We are reopening,, but carefully. See below for details and special offer.
We have grown into the largest tradiitional taekwon-do school in Portland based on excellent mentors who have trained intensively not only in the art of taekwon-do but also in its intsruction. In the front row of the photo above, taken at our annual beach workout, are our main instructors: head instructor and 7th Dan Gil Johnson, 5th Dan Isaac Willis, 5th Dan Eli Patterson, 3rd Dan Irina Alonso and 3rd Dan Ian Watts.
If you are looking for a vigorous and yet safe form of exercise, you will find it at Traditional Taekwon-do, and at an initial cost that is hard to beat.
We have followed the advice of medical experts and kept our studio closed since March 13, offering online classes instead. Now we are scheduling group classes in parks in Southeast Portland and we also are accepting new students again. When you sign up, you will receive an initial private lesson in our school, which has 1,500 sq. ft. of open space. Face masks and/or face shields will further keep you safe.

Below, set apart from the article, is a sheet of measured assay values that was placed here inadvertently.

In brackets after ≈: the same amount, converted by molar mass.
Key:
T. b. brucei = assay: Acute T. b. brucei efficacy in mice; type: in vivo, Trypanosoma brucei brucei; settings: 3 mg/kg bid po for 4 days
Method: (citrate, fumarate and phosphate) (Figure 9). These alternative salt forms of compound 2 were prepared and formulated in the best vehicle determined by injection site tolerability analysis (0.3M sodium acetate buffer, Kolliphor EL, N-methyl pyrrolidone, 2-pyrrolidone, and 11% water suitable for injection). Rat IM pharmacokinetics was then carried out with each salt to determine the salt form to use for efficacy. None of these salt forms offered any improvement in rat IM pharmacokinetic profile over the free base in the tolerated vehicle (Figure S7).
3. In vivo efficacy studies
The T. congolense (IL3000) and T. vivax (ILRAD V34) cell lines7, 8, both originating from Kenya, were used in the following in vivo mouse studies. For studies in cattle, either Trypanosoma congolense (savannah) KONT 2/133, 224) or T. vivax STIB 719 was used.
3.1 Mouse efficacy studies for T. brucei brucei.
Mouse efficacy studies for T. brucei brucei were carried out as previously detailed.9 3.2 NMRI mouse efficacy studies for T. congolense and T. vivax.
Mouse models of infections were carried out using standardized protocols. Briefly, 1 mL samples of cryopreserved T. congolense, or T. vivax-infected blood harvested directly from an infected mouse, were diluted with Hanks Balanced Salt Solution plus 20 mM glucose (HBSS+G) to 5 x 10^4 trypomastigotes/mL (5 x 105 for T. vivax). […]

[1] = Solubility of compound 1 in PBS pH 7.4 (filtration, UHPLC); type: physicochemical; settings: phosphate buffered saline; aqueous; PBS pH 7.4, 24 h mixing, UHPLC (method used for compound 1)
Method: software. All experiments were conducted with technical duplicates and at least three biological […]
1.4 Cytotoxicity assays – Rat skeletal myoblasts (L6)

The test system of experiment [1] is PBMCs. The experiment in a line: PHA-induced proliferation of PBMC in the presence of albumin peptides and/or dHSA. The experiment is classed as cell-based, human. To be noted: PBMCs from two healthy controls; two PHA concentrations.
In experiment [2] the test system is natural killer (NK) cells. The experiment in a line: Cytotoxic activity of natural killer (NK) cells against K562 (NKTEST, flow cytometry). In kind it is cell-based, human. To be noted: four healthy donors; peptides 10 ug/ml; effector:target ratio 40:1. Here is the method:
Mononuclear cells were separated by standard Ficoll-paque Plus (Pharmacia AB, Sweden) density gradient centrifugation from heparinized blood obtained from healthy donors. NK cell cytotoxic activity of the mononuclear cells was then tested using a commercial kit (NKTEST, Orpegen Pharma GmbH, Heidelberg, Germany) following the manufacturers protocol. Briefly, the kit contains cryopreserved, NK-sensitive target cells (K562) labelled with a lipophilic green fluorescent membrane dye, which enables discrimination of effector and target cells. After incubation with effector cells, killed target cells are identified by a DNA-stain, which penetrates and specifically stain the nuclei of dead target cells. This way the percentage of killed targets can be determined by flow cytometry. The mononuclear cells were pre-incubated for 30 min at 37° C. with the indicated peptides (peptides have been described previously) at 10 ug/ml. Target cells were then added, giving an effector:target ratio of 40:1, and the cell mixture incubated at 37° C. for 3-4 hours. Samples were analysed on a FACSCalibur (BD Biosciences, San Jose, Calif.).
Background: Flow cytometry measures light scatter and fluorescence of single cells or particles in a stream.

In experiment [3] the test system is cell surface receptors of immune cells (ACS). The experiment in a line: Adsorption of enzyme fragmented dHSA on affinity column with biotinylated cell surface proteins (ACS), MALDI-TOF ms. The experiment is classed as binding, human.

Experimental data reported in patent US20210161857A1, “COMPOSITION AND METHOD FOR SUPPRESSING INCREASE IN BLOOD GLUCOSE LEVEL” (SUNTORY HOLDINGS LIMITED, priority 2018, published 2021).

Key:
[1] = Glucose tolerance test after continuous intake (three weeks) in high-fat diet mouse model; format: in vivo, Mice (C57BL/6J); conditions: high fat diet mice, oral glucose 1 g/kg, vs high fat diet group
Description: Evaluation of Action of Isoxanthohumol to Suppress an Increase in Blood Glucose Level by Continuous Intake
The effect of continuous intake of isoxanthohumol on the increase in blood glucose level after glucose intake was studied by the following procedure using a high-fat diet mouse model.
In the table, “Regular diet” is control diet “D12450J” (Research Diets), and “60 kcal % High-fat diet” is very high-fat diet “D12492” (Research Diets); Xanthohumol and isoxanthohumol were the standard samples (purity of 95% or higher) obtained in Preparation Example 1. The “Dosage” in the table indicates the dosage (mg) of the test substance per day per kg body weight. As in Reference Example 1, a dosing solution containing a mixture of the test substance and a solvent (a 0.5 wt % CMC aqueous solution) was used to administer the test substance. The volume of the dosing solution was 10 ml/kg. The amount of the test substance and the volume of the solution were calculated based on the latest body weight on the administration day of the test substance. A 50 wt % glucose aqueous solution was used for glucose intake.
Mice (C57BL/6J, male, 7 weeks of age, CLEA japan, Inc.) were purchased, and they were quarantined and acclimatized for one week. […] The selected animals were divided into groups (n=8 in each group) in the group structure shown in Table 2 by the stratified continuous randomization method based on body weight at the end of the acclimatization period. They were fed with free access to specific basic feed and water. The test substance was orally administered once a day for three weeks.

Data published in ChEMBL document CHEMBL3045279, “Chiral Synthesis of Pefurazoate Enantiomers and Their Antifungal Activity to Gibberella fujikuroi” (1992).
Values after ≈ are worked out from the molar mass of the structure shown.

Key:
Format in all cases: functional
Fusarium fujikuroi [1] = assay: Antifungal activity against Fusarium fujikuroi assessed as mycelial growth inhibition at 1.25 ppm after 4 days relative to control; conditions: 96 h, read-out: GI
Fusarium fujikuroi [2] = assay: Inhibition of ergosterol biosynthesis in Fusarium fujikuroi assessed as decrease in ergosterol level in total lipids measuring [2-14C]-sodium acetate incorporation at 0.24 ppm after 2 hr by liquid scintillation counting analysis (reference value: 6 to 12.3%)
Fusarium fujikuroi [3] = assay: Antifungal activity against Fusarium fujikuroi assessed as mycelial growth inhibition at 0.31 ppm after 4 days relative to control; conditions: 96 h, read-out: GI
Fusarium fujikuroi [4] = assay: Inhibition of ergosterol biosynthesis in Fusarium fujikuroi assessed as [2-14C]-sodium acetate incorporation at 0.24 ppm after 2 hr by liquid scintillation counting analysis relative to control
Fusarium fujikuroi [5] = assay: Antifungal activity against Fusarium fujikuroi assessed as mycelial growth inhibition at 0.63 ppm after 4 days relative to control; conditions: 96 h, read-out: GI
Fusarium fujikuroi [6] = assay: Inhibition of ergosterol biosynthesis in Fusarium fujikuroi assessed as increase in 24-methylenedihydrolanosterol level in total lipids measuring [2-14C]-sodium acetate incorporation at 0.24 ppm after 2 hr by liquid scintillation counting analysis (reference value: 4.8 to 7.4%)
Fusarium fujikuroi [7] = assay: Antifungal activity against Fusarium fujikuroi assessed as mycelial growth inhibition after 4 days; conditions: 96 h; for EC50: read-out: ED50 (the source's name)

With this special, you get several group classes a week at half of our normal fees--basically two months for the price of one as well as a lightweight uniform for half price.
Taekwon-do is great for building stamina, agility and composure in the face of adversity. And kicking and punching and performing patterns is fun. It's a friendly, social environment, though now physically space.
Call or e-mail us at firstname.lastname@example.org to find out how to join.
CALL (503) 736-9634 TO GET STARTED
So wrote Choi Hong Hi, the man credited with founding this dynamic martial art.
In the last line of the Taekwon-do Student Oath, students pledge “to build a more peaceful world.”
That sounds like a lot to ask from a martial art that teaches devastating strikes and kicks and originated as combat training for the Korean army. Yet it turns out to be true.
A traditional martial art is not simply about fighting. Nor is it merely a sport. The underlying premise of a sound martial art is that by practicing rigorous physical exercises, not only is one’s body improved, but also one’s mind and spirit. Further, in the give and take of regulated physical conflict—accompanied by a strict code of conduct—a person learns how to control aggression.